- The Washington Times - Monday, October 1, 2007

On a weekend when so many teams ruined their national title hopes, it’s worth pointing out the programs that did exactly what they were supposed to and kept fine starts rolling.

It’s easy to mention Cal, which ground out a victory at highly regarded Oregon. Or Wisconsin, a 37-34 winner over feisty Michigan State.

But looking beyond the near-upsets and shockers, a late-night result on the opposite coast probably went unnoticed. Cincinnati’s latest rout — a 52-23 pummeling at San Diego State — is just another hint the Bearcats’ football fortunes are vastly different than in the past.

For the last nine months, about everything possible that could have gone in Cincinnati’s favor has done just that. The school hired bright Brian Kelly, who won national titles at Division II Grand Valley State and revitalized Central Michigan, and brought him in before the bowl game last year to replace Michigan State-bound Mark Dantonio.

Experts chortled when Kelly installed a wide-open offense with personnel recruited for a more conservative approach. But with Wake Forest refugee Ben Mauk (last seen getting Wally Pipped by Riley Skinner a year ago) under center, the Bearcats are 5-0 for the first time since 1954 and in better shape than Big East brethren Louisville, Rutgers and West Virginia.

Commentators suggesting Cincinnati will be this year’s Boise State do not comprehend the inherent advantages of BCS conference membership. But the Bearcats could yet be this year’s Wake Forest — a team that doesn’t kill itself, forces opponents into errors and rises to the top of a badly overhyped league.

After all, West Virginia was rendered mortal when one of its two stars was injured. Louisville probably will need to put out at least one more APB for its defense this season. And Rutgers, while a nice bunch, was overrated at No. 10 going into Saturday’s loss to Maryland.

Cincinnati, Connecticut (with a Downy-soft schedule) and South Florida are the conference’s remaining unbeatens. While Jim Leavitt’s Bulls are legit, there’s no reason the Bearcats can’t crash the BCS if they continue to play so efficiently.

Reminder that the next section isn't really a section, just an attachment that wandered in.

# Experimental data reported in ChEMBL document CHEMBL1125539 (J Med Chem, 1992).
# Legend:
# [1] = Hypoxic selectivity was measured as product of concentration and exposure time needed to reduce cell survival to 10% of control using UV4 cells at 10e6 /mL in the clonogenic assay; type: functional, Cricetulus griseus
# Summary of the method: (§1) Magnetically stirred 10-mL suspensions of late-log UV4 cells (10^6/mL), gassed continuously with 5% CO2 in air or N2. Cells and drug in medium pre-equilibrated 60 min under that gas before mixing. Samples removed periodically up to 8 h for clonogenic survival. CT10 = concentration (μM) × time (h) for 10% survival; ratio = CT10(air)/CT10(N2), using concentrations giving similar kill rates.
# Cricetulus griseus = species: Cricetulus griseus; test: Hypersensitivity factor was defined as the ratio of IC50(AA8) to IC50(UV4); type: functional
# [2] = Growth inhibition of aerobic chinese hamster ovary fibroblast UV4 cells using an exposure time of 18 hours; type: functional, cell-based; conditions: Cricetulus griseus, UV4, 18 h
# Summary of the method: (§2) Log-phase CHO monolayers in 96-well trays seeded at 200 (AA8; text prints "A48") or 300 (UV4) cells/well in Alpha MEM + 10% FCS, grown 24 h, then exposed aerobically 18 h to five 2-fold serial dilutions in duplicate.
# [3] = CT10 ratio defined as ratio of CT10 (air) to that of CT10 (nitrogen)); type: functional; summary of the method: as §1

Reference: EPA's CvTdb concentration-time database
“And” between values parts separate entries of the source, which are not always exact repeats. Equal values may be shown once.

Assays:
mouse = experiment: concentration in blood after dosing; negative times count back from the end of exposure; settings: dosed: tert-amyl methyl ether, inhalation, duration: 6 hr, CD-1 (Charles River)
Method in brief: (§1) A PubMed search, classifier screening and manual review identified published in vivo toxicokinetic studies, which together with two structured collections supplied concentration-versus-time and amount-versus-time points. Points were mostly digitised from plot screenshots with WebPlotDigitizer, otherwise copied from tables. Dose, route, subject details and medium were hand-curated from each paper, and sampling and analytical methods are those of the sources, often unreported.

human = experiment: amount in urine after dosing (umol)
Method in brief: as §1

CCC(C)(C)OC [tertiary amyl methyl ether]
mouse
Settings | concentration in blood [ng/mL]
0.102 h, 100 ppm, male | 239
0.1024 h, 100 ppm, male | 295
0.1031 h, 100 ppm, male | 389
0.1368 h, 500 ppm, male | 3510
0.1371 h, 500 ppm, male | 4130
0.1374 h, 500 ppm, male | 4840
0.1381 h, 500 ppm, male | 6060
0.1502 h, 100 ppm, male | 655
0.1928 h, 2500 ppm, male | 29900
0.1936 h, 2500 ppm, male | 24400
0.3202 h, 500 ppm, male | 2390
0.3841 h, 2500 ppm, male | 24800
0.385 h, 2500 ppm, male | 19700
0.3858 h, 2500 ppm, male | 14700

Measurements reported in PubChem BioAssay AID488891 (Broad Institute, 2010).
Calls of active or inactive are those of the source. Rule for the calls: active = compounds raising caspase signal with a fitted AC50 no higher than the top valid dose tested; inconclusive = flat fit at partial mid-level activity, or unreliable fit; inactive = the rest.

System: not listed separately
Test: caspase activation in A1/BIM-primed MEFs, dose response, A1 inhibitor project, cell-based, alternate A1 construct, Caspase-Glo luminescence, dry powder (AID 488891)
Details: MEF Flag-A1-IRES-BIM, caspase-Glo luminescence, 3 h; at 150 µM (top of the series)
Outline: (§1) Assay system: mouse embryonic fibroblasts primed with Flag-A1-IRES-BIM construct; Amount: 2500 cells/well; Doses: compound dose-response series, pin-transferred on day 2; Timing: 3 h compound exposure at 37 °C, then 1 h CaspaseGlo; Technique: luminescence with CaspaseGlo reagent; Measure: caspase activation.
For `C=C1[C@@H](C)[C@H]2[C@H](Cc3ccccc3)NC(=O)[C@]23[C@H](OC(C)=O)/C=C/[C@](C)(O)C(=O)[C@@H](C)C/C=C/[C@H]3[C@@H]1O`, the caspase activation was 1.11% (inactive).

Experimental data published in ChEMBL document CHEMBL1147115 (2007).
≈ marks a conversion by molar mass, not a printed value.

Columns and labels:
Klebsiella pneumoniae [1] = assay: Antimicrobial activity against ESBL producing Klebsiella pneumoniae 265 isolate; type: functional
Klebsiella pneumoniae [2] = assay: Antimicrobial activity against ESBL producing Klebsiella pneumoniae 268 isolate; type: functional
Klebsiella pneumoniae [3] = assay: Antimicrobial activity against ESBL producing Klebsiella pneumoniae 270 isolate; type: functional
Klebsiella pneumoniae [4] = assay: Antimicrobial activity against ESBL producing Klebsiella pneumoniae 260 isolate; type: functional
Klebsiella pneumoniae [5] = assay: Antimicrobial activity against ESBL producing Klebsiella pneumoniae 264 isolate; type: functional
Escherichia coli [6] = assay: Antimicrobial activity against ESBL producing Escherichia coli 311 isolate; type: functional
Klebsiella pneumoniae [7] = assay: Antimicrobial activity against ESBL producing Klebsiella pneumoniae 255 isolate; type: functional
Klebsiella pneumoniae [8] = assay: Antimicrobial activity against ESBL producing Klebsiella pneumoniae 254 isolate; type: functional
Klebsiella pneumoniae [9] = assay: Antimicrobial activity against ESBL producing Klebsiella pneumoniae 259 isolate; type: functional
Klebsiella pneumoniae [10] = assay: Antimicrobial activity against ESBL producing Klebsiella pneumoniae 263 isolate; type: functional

Who needs rankings?

Half of the top 10 fell by the wayside this week, and some teams should be kicking themselves more than others.

West Virginia’s loss at South Florida can be written off for both medical (Pat White’s injury) and competitive (the Bulls are a superb bunch) reasons. Texas was overrated despite struggling earlier in the month (though that’s no excuse for getting run by the Purple Prince’s Posse), and Rutgers rose into the top 10 by virtue of others losing around them. Florida, of course, can be forgiven for losing by a field goal to Auburn.

But Oklahoma should be ashamed of itself for allowing Colorado to erase a 24-7 lead in the second half. Of all of the upsets over the weekend, the Buffaloes’ escape is easily the most jarring. The Sooners were a legitimate national title contender before their stunning meltdown in Boulder. They’ll need some help and no slip-ups the rest of the way to climb back into things.

Gameballs

Kentucky quarterback Andre Woodson had his streak of 325 consecutive passes without an interception snapped but still threw for 301 yards and five touchdowns against Florida Atlantic. Big Blue Nation doesn’t usually worry about football past mid-October, but the polished Woodson looks like he’ll remain in the Heisman Trophy race for some time.

Props to Indiana for beating up on struggling Iowa at Kinnick Stadium. The Hoosiers are 4-1 under interim coach Bill Lynch and are two victories from all but locking up their first bowl berth since 1993.

Cal wideout DeSean Jackson re-inserted himself into the national discussion. Eleven catches, 161 yards and two scores against Oregon will do that.

And in case you haven’t heard, Illinois freshman and District native Arrelious Benn is above average. Benn returned a kickoff to the house and later caught a touchdown pass as the Illini upended Penn State.

and gassers

Notre Dame. Just because. That’s 0-5 and counting, and UCLA, Boston College and Southern Cal won’t make things any better.

Like a farmer’s prized hen, Clemson is a near lock to lay a giant egg or two over the course of a season. The Tigers fell 13-3 at Georgia Tech, and they probably have another albatross in them before the season’s out. Hint: It could come Oct. 27 in College Park.

And finally, Dennis Franchione is out of his gig as a newsletter publisher. It’s a tough racket, as Coach Fran found out. Guess what’s tougher? Making sure he isn’t out of his job as Texas A&M;’s coach at the end of the season. At least his $1,200-per-sucker practice reports for Aggie boosters will give him some media experience if he ever goes looking for TV work.

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